Economic growth cannot be taken for granted - SFA priorities for Budget 2018

Monday, 28 August 2017

SFA PRE-BUDGET 2018 SUBMISSION:
    • Economic growth cannot be taken for granted
    • Government must deliver on commitment to end discrimination against self-employed


Launching the SFA’s pre-Budget 2018 submission, Sue O’Neill, SFA Chair, said: “Continued economic growth cannot be taken for granted. If our country is to prosper over the coming years, it is vital to create an environment supportive of small business. Small businesses have been major contributors to growth, job creation and regional economic recovery and will continue to be, if the right choices are made in Budget 2018.”

The SFA is calling on Government to focus on a small number of priorities that will create the biggest impact with the resources available:
    1. Increase the self-employed Earned Income Tax Credit to €1650, equal to the PAYE tax credit
      2. Introduce a workable share-based remuneration scheme for employees of small firms
        3. Increase the lifetime limit for CGT Entrepreneur Relief to €15 million
          4. Increase capital expenditure to 4% of GDP per annum

        Ms O’Neill continued: “Government policy continues to discriminate against the self-employed. The gap between the self-employed Earned Income Tax Credit (€950) and the PAYE tax credit (€1650) means that entrepreneurs and owner-managers pay more tax than employees on the same gross income. The Government made a commitment in the Programme for a Partnership Government to level the playing field by Budget 2018. It must now deliver on this commitment.

        “An employee share option scheme tailored to small firms would improve staff retention and productivity in small and new firms, in particular at senior levels, by providing a long term incentive and increasing employee buy-in. In the US, paying employees partly through a stake in the business has allowed many start-up businesses to grow rapidly with relatively low costs, while employees can reap huge rewards. The scheme should be simple and easy to understand. It should waive the income tax, USC and PRSI due; instead, employees should only be taxed on the capital gain from the sale of the shares.

        “Budget 2018 must also be truly Brexit-proofed. The UK is one of our biggest competitors for mobile investment and has a lifetime limit of 10 million for entrepreneur’s Capital Gains Tax (CGT). Ireland must become a more attractive destination for starting a business or investing in a small firm, by increasing the lifetime limit for CGT Entrepreneurial Relief to €15 million.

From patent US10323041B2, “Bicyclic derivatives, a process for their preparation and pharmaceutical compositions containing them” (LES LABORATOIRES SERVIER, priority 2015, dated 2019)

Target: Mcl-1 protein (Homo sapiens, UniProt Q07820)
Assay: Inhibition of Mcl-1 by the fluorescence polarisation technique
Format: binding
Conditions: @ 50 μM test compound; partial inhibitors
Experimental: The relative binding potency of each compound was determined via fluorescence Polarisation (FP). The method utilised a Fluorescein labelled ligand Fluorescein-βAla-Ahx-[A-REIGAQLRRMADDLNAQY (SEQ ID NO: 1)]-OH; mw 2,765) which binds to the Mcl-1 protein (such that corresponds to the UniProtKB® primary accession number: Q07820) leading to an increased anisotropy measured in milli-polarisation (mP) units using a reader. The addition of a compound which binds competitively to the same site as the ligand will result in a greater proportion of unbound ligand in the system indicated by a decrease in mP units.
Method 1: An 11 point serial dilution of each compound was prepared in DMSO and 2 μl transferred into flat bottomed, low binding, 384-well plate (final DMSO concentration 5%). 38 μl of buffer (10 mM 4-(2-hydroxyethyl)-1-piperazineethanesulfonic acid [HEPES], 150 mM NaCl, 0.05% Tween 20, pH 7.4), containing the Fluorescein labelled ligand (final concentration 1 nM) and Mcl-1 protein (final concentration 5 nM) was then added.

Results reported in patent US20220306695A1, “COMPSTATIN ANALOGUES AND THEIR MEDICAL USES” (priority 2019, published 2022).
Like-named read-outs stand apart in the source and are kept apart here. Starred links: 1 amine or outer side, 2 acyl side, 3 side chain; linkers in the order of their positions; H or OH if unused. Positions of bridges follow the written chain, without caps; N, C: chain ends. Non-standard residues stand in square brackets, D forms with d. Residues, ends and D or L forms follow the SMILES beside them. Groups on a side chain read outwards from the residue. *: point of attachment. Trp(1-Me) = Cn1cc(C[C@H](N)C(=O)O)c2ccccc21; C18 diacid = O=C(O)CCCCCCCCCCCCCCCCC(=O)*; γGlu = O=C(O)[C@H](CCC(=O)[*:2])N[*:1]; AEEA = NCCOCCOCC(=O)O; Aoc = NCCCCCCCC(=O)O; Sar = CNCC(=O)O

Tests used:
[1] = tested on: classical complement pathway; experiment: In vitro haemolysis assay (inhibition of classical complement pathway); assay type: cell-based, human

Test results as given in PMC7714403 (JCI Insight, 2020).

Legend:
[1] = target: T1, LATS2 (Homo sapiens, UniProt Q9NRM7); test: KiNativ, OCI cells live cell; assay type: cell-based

“Ireland has experienced a decade of under investment in infrastructure. The vast majority of capital expenditure is currently spent on maintenance and repair as opposed to growing the country’s social and economic capacity. This economic model is not sustainable if Ireland is to maintain its economic performance, and it is certainly not a recipe for improved competitiveness. The Government must take a more ambitious approach to investment, and capital expenditure must reach 4% of GDP as soon as possible.

        “Despite an upswing in recent months, small business confidence is still below the levels recorded before the UK’s vote to leave the EU. Budget 2018 must give firms the best possible opportunity to generate future economic growth by removing existing constraints and taking a “do no harm” approach with any new initiatives.”

        Ends

        For further queries and interviews, please contact Sue O’Neill, SFA Chair, on 087 901 3311.

        Issued by Linda Barry, SFA Acting Director, email: linda.barry@sfa.ie, tel: 01 6051626 / 087 1472811.

        EDITOR’S NOTE

        A full copy of the SFA’s pre-Budget 2018 submission is attached.

        The SFA is the trusted partner of over 8,500 small businesses in Ireland. Its vision is of Ireland as the most vibrant small business community in the world – supporting entrepreneurship, valuing small business and rewarding risk takers.

        98% of all businesses in Ireland are small firms (less than 50 employees) and one in every two people working in the private sector is employed by a small business. They account for one third of the value of the Irish economy and of business investment. Small firms are also key to the vibrancy of our regions, as they represent more than half of total employment in 21 counties.

        More information about the SFA is available at www.sfa.ie or on Twitter @SFA_Irl
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